Two Creighton Students, Christine Bolas and Claire Bowens, share their experiences of receiving invitations at the Ignatian Family Teach-In For Justice 2011. They both share how they received, and acted upon, invitations to take their service experiences to a deeper level.
Praxis Spiral Archive
By Carissa Smith
This past year has been a whirlwind of experiences for me. Last fall semester I got my feet wet in advocacy working with the CCSJ Advocacy team and being President of our NAACP chapter. Then I left my post at Creighton to answer my call to go to the Dominican Republic for the semester. After spending a semester away from home I decided to go away again and accept an internship in Washington DC with the Columban Center for Advocacy and Outreach for the summer (an opportunity that I got through the CCSJ). Through these various experiences I’ve come to really learn the importance of the praxis spiral especially when it comes to advocacy work.
When I left for the Dominican Republic I was more uncertain about my convictions and about my worldview than I ever had been at that point in my life. I realized that a liberal education really meant walking on jello because whatever I stood on was no longer solid and was subject to change the next day depending on what new discovery I had in class. The only thing I was firm about was the fact that the world was a messed up place. I was very aware of many of the problems of the world and felt pretty convinced that we all had a responsibility in fixing it in whatever capacity we are able. However, my goal that semester was to challenge myself on the very fundamentals that underlie those principles and even the study of the social problems and their solutions of which I became aware. And that’s exactly what happened! That semester the more I learned and the more I saw the more I realized that I didn’t really know anything at all. As I worked to challenge myself I was also much challenged by my peers, my teachers and by all the people of the Dominican Republic that I encountered. What I took away the most from my experience in the DR was that extremists and fundamentalists are one of the world’s enslavers and biggest fallacies, thus embracing an attitude of balance, openness and understanding is the way to truly love one’s neighbors and enemies.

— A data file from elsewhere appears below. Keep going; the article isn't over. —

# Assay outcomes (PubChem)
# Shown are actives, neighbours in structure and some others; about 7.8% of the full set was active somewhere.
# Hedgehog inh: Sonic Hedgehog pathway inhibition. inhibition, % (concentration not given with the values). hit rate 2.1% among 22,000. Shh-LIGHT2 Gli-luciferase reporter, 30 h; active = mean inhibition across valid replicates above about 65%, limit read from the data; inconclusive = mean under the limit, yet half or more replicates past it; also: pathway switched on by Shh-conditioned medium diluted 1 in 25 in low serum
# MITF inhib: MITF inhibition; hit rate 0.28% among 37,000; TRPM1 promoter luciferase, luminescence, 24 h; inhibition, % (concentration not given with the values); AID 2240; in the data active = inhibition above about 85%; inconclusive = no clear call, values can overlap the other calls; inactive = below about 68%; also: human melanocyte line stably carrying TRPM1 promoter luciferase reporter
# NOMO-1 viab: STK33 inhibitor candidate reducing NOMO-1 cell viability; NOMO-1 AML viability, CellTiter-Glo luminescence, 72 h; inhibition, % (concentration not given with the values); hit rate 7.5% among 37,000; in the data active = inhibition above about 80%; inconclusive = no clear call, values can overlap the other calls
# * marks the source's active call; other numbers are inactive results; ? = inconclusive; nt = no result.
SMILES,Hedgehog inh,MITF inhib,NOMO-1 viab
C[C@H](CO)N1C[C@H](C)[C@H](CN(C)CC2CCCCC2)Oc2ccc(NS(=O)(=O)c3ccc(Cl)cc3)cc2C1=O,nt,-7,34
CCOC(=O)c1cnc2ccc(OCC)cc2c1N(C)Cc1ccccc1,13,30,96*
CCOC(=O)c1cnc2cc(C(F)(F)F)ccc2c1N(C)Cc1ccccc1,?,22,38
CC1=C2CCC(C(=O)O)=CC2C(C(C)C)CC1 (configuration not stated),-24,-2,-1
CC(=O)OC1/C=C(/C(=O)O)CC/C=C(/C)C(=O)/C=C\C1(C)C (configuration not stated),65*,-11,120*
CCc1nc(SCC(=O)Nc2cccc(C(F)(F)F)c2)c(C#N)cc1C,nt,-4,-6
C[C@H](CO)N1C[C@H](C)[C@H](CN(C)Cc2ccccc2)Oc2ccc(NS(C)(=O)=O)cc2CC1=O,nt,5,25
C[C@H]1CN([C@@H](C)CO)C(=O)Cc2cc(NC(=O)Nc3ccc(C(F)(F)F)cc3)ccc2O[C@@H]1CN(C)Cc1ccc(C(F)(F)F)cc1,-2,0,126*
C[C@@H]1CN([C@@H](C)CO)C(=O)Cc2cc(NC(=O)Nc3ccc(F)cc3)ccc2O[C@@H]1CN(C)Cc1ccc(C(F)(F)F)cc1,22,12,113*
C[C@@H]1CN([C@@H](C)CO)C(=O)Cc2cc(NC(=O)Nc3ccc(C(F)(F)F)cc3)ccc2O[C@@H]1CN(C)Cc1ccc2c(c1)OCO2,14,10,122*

After spending about two weeks at home with my family and friends I was swept away again to head to Washington, DC where I began my advocacy internship with the Columbans. This time I went with the only firm conviction that I didn’t know much of anything. I remember the first congressional hearing that I attended (titled The US’s role in the World Bank and Multilateral Development Banks) I was astounded with the internalization of my surroundings. I just spent the last couple of months in places with people who are forgotten, or simply ignored, and at that moment I was in a room full of people in the place where the forgetting happens. The experiences and insights that I gained through my internship are immeasurable and something that I’m still trying to process. I know that I have garnered a better sense of compassion and desire to understand those with a different viewpoint than my own. I came to realize that the world is a lot more gray than black and white and that the gray area was as wide and deep as the ocean. More than anything else I have undoubtedly gained a more humbling desire to know and understand the world with the profundity of conviction which requires me to dive into the uncomfortable and overwhelming depths of the ocean. Scary!
In my journey in advocacy work this process has simply come with the territory and I can either sink or swim. I am already in the ocean surrounded by the good and the bad of the world and the opposing currents of thought and action that either work for or against it’s harmony. I have learned that our responsibility to change social structures to change lives requires a questioning heart and mind with a deep understanding and awareness of the numerous currents that push and pull to shape the world that we know as well as one’s place in it. In other words, to ask oneself, “am I swimming for or against the currents of harmony!?” However, it must be accompanied with the intuition that the risk of not doing anything is worse than the fear of being wrong. In order to be promoters and workers of justice it is essential to first have an experience that is followed by a reflection with a multitude of questions (and a critical eye of oneself and others). Then we are able to act again and create more experiences in a more genuine and just manner that will be followed by more reflection and action. Advocacy doesn’t mean that you have the answer of how to fix the world just that you have the courage to act on the conviction that you can’t stand idly to watch it destroy itself. Although it is difficult to know exactly which current I am swimming (as only time will tell) I choose to swim rather than drown in my inaction.